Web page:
Is this Chaucer's astrolabe?
Astronomical instruments were probably made after Chaucer's designs, not before.
Want to see the astrolabe used for astronomical calculations by Geoffrey Chaucer himself? You'll be lucky, says Catherine Eagleton, a curator at the British Museum in London.
Several astrolabes have been suggested to have once belonged to Chaucer. The claims are based on the device in question's resemblance to one described by Chaucer in his Treatise on the Astrolabe, written in the late fourteenth century. Perhaps, the claimants argue, the astrolabe they now have in their collection was Chaucer's own, and served as a model for his work.
But Eagleton argues it's the other way around. It's more likely, she says, that these instruments were made after Chaucer's death, inspired by the design given in the English scholar's treatise.
"It is extremely unlikely that any of the surviving instruments were Chaucer's own astrolabe," she concludes in a paper soon to be published in Studies in the History and Philosophy of Science1.
An astrolabe is a pocket-watch shaped device with dials and pointers for calculating the positions of the stars and the Sun. It was used for timekeeping, determining latitude, and making astrological forecasts.
Man of many talents
Born around 1343, Chaucer is most famous for his literary work known as The Canterbury Tales. But he was a man of many interests, including the sciences of his age: the Tales demonstrate a deep knowledge of astronomy, astrology and alchemy.
His Treatise on the Astrolabe of 1391 instructs how to use the devices, and draws instruments with some distinctive features, such as capital letters marking the 24 hours of the day, and a symbol of a dog to represent the Dog Star.
When astrolabes are found with these features, they are often labelled Chaucerian. Sometimes this alone has been used to date the instruments to the fourteenth century. And Eagleton says that some collectors and dealers have claimed that an instrument could be the very one Chaucer held.
"There's a real tendency to link any fourteenth-century instrument to him," she says, adding that museum curators are usually more careful. The British Museum doesn't make strong claims for its own Chaucerian astrolabes, for example. At Merton College in Oxford University there is an instrument generally just called "Chaucer's astrolabe", which may give people the wrong impression, she notes.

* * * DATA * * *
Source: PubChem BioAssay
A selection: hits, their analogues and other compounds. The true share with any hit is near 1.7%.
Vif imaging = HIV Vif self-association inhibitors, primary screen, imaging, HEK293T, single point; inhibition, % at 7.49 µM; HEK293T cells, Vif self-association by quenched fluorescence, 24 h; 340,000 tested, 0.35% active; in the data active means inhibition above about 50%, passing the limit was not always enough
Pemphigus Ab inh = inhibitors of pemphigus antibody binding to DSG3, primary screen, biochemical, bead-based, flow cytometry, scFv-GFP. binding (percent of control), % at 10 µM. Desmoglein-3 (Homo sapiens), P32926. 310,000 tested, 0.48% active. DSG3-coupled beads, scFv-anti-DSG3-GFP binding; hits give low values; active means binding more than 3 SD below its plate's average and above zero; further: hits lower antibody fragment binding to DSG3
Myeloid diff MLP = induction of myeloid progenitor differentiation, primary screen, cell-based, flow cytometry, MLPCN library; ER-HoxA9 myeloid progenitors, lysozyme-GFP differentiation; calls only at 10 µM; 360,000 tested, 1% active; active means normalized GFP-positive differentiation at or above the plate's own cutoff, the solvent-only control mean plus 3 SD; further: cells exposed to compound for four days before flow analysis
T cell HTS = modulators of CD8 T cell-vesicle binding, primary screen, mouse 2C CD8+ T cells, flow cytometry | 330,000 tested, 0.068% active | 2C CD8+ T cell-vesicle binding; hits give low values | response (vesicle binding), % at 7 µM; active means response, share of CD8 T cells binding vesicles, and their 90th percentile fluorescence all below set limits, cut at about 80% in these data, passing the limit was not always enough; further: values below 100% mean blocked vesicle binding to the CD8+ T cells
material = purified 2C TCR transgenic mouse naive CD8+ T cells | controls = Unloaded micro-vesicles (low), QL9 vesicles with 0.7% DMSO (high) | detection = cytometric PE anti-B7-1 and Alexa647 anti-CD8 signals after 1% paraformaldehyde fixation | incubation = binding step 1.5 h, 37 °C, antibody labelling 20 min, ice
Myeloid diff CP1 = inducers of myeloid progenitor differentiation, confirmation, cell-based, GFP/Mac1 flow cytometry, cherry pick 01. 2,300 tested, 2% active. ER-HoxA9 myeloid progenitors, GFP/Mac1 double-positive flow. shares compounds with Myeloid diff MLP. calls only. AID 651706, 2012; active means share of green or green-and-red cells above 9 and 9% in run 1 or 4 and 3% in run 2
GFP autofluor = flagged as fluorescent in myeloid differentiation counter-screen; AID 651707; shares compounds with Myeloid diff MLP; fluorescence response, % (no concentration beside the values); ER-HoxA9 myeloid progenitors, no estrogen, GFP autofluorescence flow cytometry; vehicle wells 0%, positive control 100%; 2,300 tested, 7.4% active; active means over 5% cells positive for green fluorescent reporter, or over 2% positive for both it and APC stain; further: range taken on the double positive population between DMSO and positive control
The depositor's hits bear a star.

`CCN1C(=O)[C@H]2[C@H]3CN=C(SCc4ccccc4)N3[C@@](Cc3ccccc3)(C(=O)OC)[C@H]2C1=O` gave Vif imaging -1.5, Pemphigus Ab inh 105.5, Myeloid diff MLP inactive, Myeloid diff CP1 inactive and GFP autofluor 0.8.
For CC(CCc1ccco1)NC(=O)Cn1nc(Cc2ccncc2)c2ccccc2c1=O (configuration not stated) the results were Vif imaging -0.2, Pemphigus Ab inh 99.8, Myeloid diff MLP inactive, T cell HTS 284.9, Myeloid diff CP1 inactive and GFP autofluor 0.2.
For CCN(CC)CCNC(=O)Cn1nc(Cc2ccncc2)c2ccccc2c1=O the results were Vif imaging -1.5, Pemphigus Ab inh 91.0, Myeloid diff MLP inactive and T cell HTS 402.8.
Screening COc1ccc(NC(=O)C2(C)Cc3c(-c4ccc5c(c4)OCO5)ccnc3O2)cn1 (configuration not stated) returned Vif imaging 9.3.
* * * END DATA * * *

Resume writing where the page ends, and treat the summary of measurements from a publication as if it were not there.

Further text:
"There are probably four or five of these around," says Eagleton. They can't all be Chaucer's, she says — "no one needs five astrolabes".
In fact, none of them can be definitively dated to the fourteenth century, Eagleton says. And all four of those she studied closely, including one at the British Museum and another Chaucerian instrument at Oxford, known as the Painswick astrolabe, have features that suggest they were made after Chaucer's treatise.
For example, the brackets holding the rings of these two astrolabes have unusual designs that could be copies of the awkward drawing of a bracket in Chaucer's text, which merges views from different angles.
This habit of linking objects to well-known figures isn't new. Chaucer was already famous by the sixteenth century, when a slew of texts and items were attributed to him.
Clearly that continues today. "There is this weird celebrity angle, where people get a bit carried away," says Eagleton. "It is always tempting to attach an object to a famous name — it's a very human tendency, which lets us tell stories about them. But it winds me up when it's done on the basis of virtually no evidence."
Of course, whether or not an astrolabe was Chaucer's would affect its price. "This association with Chaucer probably boosts the value," says Eagleton. "I might be making myself unpopular with dealers and collectors."
- Eagleton C. Stud. Hist. Phil. Sci., in press (2007) [doi:10.1016/j/shpsa.2007.03.006].
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